17. Bujingodai

    Bujingodai Brown Belt

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    Personally I like some of the techniques that I have seen, mind you I have seen them in other arts as well.

    I am not fond of the uniforms either. IMO they just seem to ceremonial looking and unpractical.

    Other than that, the $$$ involved is what seemed to push me away from interest if my memory serves correct. But I am happy with what I do now.

    Just my 2 cents.
     
  18. arnisador

    arnisador Sr. Grandmaster

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    Not that it matters, but I always thought that their uniforms were very cool-looking. However, I can't disagree with "ceremonial and unpractical" at all!
     
  19. Bob D.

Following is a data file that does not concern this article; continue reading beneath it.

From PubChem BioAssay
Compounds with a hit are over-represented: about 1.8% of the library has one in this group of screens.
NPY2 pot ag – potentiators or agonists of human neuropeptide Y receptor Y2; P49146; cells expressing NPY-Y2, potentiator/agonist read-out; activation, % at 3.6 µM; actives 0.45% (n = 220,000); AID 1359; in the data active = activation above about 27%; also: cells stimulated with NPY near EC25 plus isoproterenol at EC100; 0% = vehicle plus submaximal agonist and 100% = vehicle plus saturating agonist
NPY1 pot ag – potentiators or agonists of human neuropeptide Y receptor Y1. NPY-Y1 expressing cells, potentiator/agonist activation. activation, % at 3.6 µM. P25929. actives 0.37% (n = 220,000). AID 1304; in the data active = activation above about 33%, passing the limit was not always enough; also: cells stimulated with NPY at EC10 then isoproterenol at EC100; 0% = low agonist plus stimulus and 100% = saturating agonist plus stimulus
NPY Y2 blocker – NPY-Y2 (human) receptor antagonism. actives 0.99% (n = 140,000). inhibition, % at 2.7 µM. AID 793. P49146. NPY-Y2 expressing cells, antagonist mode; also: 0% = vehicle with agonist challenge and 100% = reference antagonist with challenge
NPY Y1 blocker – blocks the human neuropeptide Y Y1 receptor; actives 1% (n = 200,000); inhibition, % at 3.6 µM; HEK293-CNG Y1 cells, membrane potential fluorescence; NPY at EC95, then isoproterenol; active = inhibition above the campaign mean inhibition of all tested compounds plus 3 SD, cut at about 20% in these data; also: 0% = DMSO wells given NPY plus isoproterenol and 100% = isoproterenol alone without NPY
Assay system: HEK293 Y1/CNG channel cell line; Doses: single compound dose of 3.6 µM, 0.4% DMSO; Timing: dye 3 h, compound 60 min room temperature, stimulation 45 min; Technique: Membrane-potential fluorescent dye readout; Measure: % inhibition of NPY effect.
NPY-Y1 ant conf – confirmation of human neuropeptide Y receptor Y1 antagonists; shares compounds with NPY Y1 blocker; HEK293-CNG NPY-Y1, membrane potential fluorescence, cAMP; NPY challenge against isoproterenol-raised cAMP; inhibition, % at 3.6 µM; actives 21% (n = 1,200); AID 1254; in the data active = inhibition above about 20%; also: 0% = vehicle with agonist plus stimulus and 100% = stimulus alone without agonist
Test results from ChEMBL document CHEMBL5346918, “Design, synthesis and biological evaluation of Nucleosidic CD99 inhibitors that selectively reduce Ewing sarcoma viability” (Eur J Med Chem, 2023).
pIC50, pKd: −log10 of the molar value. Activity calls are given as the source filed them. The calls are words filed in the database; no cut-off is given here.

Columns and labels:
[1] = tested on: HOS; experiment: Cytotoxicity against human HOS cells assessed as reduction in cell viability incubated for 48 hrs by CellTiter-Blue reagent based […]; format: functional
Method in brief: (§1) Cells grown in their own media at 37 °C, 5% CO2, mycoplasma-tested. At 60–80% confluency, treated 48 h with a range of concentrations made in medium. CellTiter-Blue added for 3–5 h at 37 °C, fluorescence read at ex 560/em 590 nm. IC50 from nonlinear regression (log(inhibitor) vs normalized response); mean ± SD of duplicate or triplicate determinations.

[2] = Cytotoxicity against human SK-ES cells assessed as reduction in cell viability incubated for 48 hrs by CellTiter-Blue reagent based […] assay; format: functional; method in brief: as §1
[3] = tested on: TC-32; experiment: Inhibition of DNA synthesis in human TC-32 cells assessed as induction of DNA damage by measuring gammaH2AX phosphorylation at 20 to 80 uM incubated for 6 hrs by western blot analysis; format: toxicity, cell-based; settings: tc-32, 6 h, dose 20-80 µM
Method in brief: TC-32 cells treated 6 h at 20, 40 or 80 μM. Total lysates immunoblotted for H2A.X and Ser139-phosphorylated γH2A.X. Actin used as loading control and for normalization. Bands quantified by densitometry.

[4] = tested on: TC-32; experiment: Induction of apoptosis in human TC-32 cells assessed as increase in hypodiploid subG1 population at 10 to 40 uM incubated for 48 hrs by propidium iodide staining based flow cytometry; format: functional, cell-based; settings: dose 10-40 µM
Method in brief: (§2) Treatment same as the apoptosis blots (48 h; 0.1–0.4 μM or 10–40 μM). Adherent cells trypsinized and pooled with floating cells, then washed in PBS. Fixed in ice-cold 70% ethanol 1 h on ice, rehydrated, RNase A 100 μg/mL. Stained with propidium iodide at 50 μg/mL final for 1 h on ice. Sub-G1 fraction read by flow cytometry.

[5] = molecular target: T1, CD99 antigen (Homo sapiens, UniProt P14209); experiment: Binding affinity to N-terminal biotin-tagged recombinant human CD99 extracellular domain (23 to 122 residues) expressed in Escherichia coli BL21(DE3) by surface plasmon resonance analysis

Bob D. Green Belt

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    I've seen you claim this before. It does not wash with history. The Lee brothers where not here together in the 1960's. You must be thinking of someone else. Besides, they where both "Martial arts stars" in Korea by the mid 60's. They where never Se oh Choi's students.
    What HRD turned into after the 80's is a sad story, But I can assure you Choi or one of his students did not put a hurtin on Joo Sang Lee or Joo Bang Lee. It just did not happen. I know the players in question and the HRD students that where there full time in the 60's and 70's. I did not happen.
     
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  20. dosandojang

    dosandojang Guest

    Bob Duggan makes a lot of sense though in his writings. Too many contradictions in HRD....